Stone uses in Reims Cathedral: provenance, physical properties and restoration phases
A. Turmel, G. Fronteau, C. Thomachot-Schneider, C. Moreau, L. Chalumeau, V. Barbin, 2014. "Stone uses in Reims Cathedral: provenance, physical properties and restoration phases", Stone in Historic Buildings: Characterization and Performance, J. Cassar, M. G. Winter, B. R. Marker, N. R. G. Walton, D. C. Entwisle, E. N. Bromhead, J. W. N. Smith
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Reims Cathedral is a major monument in the NE of France originally built with local Lutetian limestone. The recent closure of the last quarries has made restoration using the same stone more complicated. The restoration stones used currently are Lutetian limestones from the centre of the Paris Basin (Saint-Pierre-Aigle and Saint-Maximin stones). Mapping of the Cathedral's façades confirmed the data from ancient manuscripts: Courville stone was the original building stone, but several other local stones from various quarries and beds were also used. As a follow-up to this mapping, Lutetian limestones from five disused quarries were sampled for petrophysical characterization tests: thin section analyses, porosimetry, capillary and drying kinetics. The petrophysical properties of the limestones showed differences between the two main local stone types (Ditrupa limestone and miliolids limestone) and also between the quarries. This study addresses the difficulty of selecting new stone for restoration. Should ancient quarries be re-opened? If so, which ones?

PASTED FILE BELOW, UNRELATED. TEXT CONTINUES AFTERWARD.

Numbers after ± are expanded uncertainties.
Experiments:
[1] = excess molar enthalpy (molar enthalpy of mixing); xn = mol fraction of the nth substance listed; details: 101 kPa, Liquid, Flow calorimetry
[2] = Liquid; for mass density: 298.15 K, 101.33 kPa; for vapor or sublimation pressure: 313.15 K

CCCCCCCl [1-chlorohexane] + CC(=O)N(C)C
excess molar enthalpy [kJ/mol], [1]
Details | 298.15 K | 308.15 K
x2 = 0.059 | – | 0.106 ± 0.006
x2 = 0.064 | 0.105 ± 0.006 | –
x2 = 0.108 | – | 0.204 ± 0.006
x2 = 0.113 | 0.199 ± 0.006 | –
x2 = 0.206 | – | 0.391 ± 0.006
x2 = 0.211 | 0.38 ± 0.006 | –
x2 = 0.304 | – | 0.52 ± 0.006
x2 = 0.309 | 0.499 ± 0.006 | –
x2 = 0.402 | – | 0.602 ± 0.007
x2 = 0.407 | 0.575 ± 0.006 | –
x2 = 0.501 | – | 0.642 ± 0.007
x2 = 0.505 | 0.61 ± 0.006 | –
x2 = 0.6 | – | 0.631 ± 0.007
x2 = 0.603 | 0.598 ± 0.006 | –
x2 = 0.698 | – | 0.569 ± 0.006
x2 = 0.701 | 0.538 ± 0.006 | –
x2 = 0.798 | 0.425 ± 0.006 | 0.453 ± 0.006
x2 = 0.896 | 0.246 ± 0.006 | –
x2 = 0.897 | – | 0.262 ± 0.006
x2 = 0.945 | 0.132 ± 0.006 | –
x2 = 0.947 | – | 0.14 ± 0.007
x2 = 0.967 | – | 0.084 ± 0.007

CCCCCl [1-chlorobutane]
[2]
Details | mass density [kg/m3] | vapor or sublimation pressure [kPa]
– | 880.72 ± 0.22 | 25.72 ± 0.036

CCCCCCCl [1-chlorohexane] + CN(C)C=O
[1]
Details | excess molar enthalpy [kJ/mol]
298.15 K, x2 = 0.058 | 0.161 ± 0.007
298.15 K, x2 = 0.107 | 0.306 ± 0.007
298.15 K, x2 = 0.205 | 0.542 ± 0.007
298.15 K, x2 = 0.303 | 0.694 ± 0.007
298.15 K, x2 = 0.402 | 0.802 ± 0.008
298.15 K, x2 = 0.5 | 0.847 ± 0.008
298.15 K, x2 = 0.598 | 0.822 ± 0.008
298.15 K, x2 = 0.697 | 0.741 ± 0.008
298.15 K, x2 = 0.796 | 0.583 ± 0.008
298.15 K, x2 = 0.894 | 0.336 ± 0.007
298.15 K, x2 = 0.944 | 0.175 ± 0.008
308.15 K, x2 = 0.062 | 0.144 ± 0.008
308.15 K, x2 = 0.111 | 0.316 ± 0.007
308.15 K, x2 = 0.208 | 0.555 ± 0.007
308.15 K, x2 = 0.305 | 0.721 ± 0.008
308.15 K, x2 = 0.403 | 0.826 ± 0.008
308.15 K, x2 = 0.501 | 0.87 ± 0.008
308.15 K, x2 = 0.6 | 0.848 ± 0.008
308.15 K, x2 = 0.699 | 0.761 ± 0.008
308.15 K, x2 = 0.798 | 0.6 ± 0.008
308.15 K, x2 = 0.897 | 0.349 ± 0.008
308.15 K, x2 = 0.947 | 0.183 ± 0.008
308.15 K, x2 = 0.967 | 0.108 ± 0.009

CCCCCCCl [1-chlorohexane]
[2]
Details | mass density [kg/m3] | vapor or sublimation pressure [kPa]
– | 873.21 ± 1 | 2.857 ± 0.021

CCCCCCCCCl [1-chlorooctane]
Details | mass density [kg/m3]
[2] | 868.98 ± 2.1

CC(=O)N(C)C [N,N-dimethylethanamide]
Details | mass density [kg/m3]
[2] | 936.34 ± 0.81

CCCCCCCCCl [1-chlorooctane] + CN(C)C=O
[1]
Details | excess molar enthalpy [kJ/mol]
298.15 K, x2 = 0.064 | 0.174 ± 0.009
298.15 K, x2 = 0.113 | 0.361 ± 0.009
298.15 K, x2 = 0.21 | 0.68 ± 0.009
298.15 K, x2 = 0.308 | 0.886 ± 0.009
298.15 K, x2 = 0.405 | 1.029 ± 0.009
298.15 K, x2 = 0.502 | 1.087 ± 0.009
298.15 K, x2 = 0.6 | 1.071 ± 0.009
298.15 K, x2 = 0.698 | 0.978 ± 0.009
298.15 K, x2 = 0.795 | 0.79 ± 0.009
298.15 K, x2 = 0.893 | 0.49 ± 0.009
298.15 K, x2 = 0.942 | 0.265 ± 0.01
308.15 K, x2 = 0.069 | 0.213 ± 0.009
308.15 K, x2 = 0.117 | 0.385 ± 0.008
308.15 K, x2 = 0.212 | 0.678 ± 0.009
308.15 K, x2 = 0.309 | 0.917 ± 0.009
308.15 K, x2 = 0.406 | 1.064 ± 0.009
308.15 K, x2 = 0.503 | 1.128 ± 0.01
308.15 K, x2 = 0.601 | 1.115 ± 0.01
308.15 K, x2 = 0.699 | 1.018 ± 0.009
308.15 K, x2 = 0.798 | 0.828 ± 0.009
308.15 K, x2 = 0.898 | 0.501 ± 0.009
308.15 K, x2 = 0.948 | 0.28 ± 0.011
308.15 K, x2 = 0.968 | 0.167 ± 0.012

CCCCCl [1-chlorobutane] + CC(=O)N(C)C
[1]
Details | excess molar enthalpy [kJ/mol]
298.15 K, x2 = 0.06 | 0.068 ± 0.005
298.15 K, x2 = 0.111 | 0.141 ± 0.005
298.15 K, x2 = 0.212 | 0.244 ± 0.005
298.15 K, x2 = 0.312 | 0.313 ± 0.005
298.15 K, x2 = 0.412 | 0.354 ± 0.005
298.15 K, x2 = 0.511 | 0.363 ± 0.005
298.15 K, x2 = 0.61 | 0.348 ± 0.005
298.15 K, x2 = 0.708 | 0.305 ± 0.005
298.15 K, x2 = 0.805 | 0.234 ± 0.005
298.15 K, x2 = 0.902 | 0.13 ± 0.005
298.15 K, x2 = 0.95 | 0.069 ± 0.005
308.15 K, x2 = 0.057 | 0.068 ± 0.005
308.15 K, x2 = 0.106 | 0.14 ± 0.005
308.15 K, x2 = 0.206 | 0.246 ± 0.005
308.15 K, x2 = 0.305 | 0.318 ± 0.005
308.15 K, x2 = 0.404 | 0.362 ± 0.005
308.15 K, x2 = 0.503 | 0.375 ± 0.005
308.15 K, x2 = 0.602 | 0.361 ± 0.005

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There is considerable academic and practical interest in stone and stone buildings, as exemplified by the wide range of high-quality and innovative work being conducted in the pursuit of the effective preservation and restoration of historic buildings. This is reflected in the numerous publications on stone and stone buildings that regularly find their way into the public domain. Not least amongst these are a number of Geological Society Special Publications, which have appeared in recent years. This current volume seeks to bring to the attention of the various professionals in the field (geologists, architects, engineers, conservators and conservation scientists) recent work centred on the characterization and performance of this important resource and its use in historic buildings. The volume has wider relevance, including to those interested in the heritage of stone.